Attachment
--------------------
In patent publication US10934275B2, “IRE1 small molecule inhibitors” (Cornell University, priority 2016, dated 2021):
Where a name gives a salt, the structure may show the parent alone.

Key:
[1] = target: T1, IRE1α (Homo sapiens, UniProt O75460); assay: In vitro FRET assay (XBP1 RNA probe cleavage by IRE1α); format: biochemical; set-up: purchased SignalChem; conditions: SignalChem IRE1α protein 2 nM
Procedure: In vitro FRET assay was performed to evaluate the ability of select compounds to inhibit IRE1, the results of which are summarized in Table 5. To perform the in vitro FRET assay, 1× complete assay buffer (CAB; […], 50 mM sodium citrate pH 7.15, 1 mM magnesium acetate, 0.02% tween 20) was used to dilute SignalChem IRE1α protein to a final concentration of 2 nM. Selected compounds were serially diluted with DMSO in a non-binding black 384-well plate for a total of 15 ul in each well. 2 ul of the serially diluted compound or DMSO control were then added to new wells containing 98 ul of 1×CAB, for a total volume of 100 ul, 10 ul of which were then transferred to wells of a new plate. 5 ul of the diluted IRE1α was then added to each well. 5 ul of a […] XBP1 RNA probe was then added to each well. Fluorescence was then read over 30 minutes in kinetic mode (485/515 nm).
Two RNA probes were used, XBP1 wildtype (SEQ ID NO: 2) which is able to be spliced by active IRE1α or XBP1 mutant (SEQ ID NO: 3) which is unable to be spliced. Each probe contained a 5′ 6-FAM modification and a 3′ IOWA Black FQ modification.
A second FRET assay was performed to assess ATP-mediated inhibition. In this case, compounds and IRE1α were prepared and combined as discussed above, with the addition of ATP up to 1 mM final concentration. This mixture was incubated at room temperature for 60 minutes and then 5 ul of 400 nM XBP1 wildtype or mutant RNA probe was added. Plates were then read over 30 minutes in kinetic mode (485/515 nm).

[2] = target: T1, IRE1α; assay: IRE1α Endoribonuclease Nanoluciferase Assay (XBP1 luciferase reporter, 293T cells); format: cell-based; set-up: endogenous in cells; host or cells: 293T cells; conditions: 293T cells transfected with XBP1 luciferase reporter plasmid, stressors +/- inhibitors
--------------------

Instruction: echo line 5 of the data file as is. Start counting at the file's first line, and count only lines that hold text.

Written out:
Procedure: In vitro FRET assay was performed to evaluate the ability of select compounds to inhibit IRE1, the results of which are summarized in Table 5. To perform the in vitro FRET assay, 1× complete assay buffer (CAB; […], 50 mM sodium citrate pH 7.15, 1 mM magnesium acetate, 0.02% tween 20) was used to dilute SignalChem IRE1α protein to a final concentration of 2 nM. Selected compounds were serially diluted with DMSO in a non-binding black 384-well plate for a total of 15 ul in each well. 2 ul of the serially diluted compound or DMSO control were then added to new wells containing 98 ul of 1×CAB, for a total volume of 100 ul, 10 ul of which were then transferred to wells of a new plate. 5 ul of the diluted IRE1α was then added to each well. 5 ul of a […] XBP1 RNA probe was then added to each well. Fluorescence was then read over 30 minutes in kinetic mode (485/515 nm).